In the previous chapter (4), when we inferred what the interval between samples needed to successfully track with the circular trajectory displays, we were not considering streaks, so we used the conventional nearest-neighbor interpretation of motion ambiguity, which implies that sampling must occur more frequently than the time it takes for a distractor to move halfway to a former target location (Alex O. Holcombe et al. 2005). But motion streaks connect the last-sampled target position to its new position, up until the distractor moves so far that it actually touches the former target location. This is simply the temporal frequency of the stimulus. For example, for the case of three targets where a temporal limit of less than 3 Hz is observed (Alex O. Holcombe and Chen 2013; Roudaia and Faubert 2017), we had estimated that samples must occur at least every 167 ms, but motion streaks mean that in principle, the samples need only occur every 332 milliseconds. However, a sizeable gap may be needed to resolve the difference between the front of the motion streak created by the distractor and the trailing end of the motion streak created by the target, so sampling more frequently may be necessary.

5.1 Taking stock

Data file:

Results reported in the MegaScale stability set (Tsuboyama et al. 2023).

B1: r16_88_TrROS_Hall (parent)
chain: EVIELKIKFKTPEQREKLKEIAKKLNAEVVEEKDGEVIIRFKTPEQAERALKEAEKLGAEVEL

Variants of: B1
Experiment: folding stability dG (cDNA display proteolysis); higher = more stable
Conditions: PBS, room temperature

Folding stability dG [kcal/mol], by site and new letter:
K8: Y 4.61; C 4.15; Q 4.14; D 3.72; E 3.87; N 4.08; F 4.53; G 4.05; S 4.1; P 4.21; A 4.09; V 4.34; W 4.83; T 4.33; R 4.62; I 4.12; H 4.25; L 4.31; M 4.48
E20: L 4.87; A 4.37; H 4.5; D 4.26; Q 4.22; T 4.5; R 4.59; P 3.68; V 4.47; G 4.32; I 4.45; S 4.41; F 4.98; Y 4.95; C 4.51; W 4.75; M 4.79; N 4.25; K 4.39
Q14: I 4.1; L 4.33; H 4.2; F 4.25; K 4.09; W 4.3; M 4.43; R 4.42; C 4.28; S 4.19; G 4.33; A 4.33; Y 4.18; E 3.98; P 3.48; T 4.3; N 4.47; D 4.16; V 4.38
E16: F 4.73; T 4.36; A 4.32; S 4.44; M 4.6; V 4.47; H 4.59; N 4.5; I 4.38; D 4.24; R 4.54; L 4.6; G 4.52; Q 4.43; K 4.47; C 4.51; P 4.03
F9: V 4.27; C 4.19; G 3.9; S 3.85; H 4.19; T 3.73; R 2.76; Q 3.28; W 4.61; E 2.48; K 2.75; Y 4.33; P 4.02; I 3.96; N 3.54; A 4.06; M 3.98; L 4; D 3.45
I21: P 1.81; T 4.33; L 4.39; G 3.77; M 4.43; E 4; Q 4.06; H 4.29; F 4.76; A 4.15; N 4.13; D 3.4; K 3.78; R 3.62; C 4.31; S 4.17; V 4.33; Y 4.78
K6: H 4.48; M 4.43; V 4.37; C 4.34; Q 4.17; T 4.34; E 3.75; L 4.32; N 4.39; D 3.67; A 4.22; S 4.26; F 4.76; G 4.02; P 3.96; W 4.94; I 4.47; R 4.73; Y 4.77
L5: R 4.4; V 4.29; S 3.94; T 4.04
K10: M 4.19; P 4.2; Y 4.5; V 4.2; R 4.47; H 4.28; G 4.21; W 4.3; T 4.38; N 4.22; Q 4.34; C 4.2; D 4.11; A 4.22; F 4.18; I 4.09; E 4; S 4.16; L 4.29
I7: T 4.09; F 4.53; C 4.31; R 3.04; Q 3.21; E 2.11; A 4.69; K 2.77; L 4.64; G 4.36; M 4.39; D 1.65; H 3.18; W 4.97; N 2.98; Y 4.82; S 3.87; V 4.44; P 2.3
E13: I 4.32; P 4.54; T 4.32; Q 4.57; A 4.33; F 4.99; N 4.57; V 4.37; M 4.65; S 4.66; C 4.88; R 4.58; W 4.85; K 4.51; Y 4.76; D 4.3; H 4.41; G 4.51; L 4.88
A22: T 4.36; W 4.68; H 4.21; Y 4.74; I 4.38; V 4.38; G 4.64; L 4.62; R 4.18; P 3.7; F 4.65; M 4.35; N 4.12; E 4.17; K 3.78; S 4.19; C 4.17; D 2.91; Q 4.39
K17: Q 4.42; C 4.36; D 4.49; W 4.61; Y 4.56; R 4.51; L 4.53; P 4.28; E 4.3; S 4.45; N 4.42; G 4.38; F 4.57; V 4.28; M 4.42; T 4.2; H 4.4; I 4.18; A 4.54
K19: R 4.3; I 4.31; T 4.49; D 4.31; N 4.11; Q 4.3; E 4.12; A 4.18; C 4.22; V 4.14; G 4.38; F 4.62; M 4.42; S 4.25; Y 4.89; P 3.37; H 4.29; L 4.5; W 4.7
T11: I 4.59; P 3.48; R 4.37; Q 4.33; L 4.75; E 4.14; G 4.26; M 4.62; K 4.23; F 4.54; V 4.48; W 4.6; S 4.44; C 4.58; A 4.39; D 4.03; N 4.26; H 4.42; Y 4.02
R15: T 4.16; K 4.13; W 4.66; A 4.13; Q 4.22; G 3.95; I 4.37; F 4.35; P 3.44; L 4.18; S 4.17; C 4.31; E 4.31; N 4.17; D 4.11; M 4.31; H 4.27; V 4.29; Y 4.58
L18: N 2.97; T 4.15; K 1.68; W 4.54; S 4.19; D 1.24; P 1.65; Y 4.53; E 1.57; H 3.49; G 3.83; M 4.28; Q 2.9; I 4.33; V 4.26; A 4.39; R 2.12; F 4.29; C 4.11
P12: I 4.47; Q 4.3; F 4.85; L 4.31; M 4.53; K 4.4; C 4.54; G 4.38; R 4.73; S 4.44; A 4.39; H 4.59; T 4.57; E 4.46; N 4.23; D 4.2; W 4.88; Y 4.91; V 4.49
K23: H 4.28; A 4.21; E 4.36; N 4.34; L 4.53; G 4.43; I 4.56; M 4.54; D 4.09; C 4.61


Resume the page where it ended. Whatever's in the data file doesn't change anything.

3 GROUPS OF RESERACHERS HAVE INDEPENDENTLY ENDED UP INVOKING SOMETHING FUNCTIONALLY RELATED TO STREAKS. Wang & Vul (2021) did it with motion direction being used to resolve correspondences. Lovett et al. (2019) did it with “motion history”. Tripathy and also Schweizer and Rolfs do it with motion streaks.

When Srimant Tripathy suggested the serial sampling of motion streaks idea, we had not yet discovered the decline with load of tracking’s temporal limit. At the time, I did not fully understand Srimant’s account, and did not appreciate that the account both predicts this sort of result and also predicts that a quite different result should be found with trajectories that do not highly overlap. It was only when grappling with the suggestion of Lovett, Bridewell, and Bello (2019) that when distractors and target share trajectories, tracking becomes more serial, that the connection to motion streaks became clear to me. The notion of serial position sampling in tracking converges with the ascendance of evidence for serial sampling in other behavioral and neuroscientific paradigms, and presents a strong prospect for resolving the serial-parallel debate.

The use of motion streaks provides a similar benefit as the use of velocity as a feature for correspondence matching, and studies that investigated the possible use of velocity do not seem to have been designed to discriminate between the use of velocity and the use of motion streaks (e.g., Wang and Vul (2021)). One difference is that streaks might provide information only about the orientation of an object’s trajectory but not which of the two directions along that orientation the object is moving in. If so, one result should be that participants should more frequently err in the opposite direction that a target is moving than in other directions. It does not appear that studies that collected participants’ awareness of direction information checked for this (e.g. Shooner et al. 2010; Horowitz and Cohen 2010).